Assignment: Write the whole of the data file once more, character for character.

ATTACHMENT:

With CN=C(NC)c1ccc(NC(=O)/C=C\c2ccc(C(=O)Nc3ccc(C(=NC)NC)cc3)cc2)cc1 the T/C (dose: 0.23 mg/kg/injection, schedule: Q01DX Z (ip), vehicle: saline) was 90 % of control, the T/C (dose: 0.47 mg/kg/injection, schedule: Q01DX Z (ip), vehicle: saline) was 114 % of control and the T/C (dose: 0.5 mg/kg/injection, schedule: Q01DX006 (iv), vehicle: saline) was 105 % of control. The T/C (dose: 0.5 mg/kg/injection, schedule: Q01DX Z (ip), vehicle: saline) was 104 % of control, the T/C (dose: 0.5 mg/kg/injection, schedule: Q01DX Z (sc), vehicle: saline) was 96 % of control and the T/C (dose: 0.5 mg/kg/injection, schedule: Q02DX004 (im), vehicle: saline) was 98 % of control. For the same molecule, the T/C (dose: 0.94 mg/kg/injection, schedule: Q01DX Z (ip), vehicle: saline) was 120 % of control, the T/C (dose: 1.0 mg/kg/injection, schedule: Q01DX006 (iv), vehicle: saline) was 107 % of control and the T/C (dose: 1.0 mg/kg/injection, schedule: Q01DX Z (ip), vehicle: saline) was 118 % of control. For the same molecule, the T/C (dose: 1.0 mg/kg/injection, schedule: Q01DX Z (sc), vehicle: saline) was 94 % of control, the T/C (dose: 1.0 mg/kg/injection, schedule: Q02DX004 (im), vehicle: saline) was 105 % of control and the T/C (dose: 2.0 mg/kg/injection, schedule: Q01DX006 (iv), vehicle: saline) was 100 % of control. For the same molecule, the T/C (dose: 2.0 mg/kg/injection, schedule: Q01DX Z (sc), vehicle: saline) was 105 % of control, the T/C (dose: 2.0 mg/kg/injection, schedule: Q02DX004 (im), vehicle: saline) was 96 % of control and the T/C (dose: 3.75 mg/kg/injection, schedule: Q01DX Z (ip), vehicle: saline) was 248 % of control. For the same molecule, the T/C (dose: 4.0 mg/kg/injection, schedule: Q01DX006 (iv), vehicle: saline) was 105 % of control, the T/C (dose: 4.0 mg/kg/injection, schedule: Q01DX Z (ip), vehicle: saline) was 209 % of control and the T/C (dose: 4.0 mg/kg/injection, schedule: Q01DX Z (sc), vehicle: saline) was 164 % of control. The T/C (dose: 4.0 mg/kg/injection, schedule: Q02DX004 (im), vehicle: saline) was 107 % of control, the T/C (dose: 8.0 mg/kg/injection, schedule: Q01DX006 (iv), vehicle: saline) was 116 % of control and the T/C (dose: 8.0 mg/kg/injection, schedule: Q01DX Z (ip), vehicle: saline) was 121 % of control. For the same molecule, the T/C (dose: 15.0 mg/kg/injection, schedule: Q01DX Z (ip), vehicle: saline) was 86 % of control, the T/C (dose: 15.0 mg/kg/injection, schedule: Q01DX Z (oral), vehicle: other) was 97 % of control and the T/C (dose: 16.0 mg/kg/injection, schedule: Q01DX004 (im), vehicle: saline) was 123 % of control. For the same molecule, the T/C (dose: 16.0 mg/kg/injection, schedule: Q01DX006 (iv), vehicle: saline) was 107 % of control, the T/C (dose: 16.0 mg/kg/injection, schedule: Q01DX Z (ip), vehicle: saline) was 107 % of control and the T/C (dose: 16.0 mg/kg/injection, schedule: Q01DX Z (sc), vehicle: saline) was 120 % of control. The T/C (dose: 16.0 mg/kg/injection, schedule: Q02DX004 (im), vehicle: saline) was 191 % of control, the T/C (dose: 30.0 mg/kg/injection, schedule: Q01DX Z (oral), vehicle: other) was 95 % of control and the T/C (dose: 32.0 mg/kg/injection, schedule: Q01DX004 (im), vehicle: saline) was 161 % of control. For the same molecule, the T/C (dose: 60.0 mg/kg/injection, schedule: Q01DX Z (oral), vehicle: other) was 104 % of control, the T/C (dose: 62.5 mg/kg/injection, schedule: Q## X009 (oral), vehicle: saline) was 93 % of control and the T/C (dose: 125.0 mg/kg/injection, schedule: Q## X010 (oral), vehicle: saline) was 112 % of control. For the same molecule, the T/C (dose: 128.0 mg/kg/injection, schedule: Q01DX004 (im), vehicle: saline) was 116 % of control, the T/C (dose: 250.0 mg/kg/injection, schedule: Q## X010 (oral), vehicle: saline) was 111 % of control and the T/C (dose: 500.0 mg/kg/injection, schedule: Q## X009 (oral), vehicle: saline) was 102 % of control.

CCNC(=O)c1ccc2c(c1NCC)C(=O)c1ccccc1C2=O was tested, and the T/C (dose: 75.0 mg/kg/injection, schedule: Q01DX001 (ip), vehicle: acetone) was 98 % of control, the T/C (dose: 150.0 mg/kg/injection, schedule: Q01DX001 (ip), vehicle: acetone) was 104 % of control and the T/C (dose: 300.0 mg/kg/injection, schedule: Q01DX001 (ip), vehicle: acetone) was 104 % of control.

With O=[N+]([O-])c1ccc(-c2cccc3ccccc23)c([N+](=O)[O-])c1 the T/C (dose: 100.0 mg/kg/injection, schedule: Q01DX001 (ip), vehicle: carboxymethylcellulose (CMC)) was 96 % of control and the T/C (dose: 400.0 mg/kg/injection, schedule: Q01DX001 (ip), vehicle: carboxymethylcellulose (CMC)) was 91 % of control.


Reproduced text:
With CN=C(NC)c1ccc(NC(=O)/C=C\c2ccc(C(=O)Nc3ccc(C(=NC)NC)cc3)cc2)cc1 the T/C (dose: 0.23 mg/kg/injection, schedule: Q01DX Z (ip), vehicle: saline) was 90 % of control, the T/C (dose: 0.47 mg/kg/injection, schedule: Q01DX Z (ip), vehicle: saline) was 114 % of control and the T/C (dose: 0.5 mg/kg/injection, schedule: Q01DX006 (iv), vehicle: saline) was 105 % of control. The T/C (dose: 0.5 mg/kg/injection, schedule: Q01DX Z (ip), vehicle: saline) was 104 % of control, the T/C (dose: 0.5 mg/kg/injection, schedule: Q01DX Z (sc), vehicle: saline) was 96 % of control and the T/C (dose: 0.5 mg/kg/injection, schedule: Q02DX004 (im), vehicle: saline) was 98 % of control. For the same molecule, the T/C (dose: 0.94 mg/kg/injection, schedule: Q01DX Z (ip), vehicle: saline) was 120 % of control, the T/C (dose: 1.0 mg/kg/injection, schedule: Q01DX006 (iv), vehicle: saline) was 107 % of control and the T/C (dose: 1.0 mg/kg/injection, schedule: Q01DX Z (ip), vehicle: saline) was 118 % of control. For the same molecule, the T/C (dose: 1.0 mg/kg/injection, schedule: Q01DX Z (sc), vehicle: saline) was 94 % of control, the T/C (dose: 1.0 mg/kg/injection, schedule: Q02DX004 (im), vehicle: saline) was 105 % of control and the T/C (dose: 2.0 mg/kg/injection, schedule: Q01DX006 (iv), vehicle: saline) was 100 % of control. For the same molecule, the T/C (dose: 2.0 mg/kg/injection, schedule: Q01DX Z (sc), vehicle: saline) was 105 % of control, the T/C (dose: 2.0 mg/kg/injection, schedule: Q02DX004 (im), vehicle: saline) was 96 % of control and the T/C (dose: 3.75 mg/kg/injection, schedule: Q01DX Z (ip), vehicle: saline) was 248 % of control. For the same molecule, the T/C (dose: 4.0 mg/kg/injection, schedule: Q01DX006 (iv), vehicle: saline) was 105 % of control, the T/C (dose: 4.0 mg/kg/injection, schedule: Q01DX Z (ip), vehicle: saline) was 209 % of control and the T/C (dose: 4.0 mg/kg/injection, schedule: Q01DX Z (sc), vehicle: saline) was 164 % of control. The T/C (dose: 4.0 mg/kg/injection, schedule: Q02DX004 (im), vehicle: saline) was 107 % of control, the T/C (dose: 8.0 mg/kg/injection, schedule: Q01DX006 (iv), vehicle: saline) was 116 % of control and the T/C (dose: 8.0 mg/kg/injection, schedule: Q01DX Z (ip), vehicle: saline) was 121 % of control. For the same molecule, the T/C (dose: 15.0 mg/kg/injection, schedule: Q01DX Z (ip), vehicle: saline) was 86 % of control, the T/C (dose: 15.0 mg/kg/injection, schedule: Q01DX Z (oral), vehicle: other) was 97 % of control and the T/C (dose: 16.0 mg/kg/injection, schedule: Q01DX004 (im), vehicle: saline) was 123 % of control. For the same molecule, the T/C (dose: 16.0 mg/kg/injection, schedule: Q01DX006 (iv), vehicle: saline) was 107 % of control, the T/C (dose: 16.0 mg/kg/injection, schedule: Q01DX Z (ip), vehicle: saline) was 107 % of control and the T/C (dose: 16.0 mg/kg/injection, schedule: Q01DX Z (sc), vehicle: saline) was 120 % of control. The T/C (dose: 16.0 mg/kg/injection, schedule: Q02DX004 (im), vehicle: saline) was 191 % of control, the T/C (dose: 30.0 mg/kg/injection, schedule: Q01DX Z (oral), vehicle: other) was 95 % of control and the T/C (dose: 32.0 mg/kg/injection, schedule: Q01DX004 (im), vehicle: saline) was 161 % of control. For the same molecule, the T/C (dose: 60.0 mg/kg/injection, schedule: Q01DX Z (oral), vehicle: other) was 104 % of control, the T/C (dose: 62.5 mg/kg/injection, schedule: Q## X009 (oral), vehicle: saline) was 93 % of control and the T/C (dose: 125.0 mg/kg/injection, schedule: Q## X010 (oral), vehicle: saline) was 112 % of control. For the same molecule, the T/C (dose: 128.0 mg/kg/injection, schedule: Q01DX004 (im), vehicle: saline) was 116 % of control, the T/C (dose: 250.0 mg/kg/injection, schedule: Q## X010 (oral), vehicle: saline) was 111 % of control and the T/C (dose: 500.0 mg/kg/injection, schedule: Q## X009 (oral), vehicle: saline) was 102 % of control.

CCNC(=O)c1ccc2c(c1NCC)C(=O)c1ccccc1C2=O was tested, and the T/C (dose: 75.0 mg/kg/injection, schedule: Q01DX001 (ip), vehicle: acetone) was 98 % of control, the T/C (dose: 150.0 mg/kg/injection, schedule: Q01DX001 (ip), vehicle: acetone) was 104 % of control and the T/C (dose: 300.0 mg/kg/injection, schedule: Q01DX001 (ip), vehicle: acetone) was 104 % of control.

With O=[N+]([O-])c1ccc(-c2cccc3ccccc23)c([N+](=O)[O-])c1 the T/C (dose: 100.0 mg/kg/injection, schedule: Q01DX001 (ip), vehicle: carboxymethylcellulose (CMC)) was 96 % of control and the T/C (dose: 400.0 mg/kg/injection, schedule: Q01DX001 (ip), vehicle: carboxymethylcellulose (CMC)) was 91 % of control.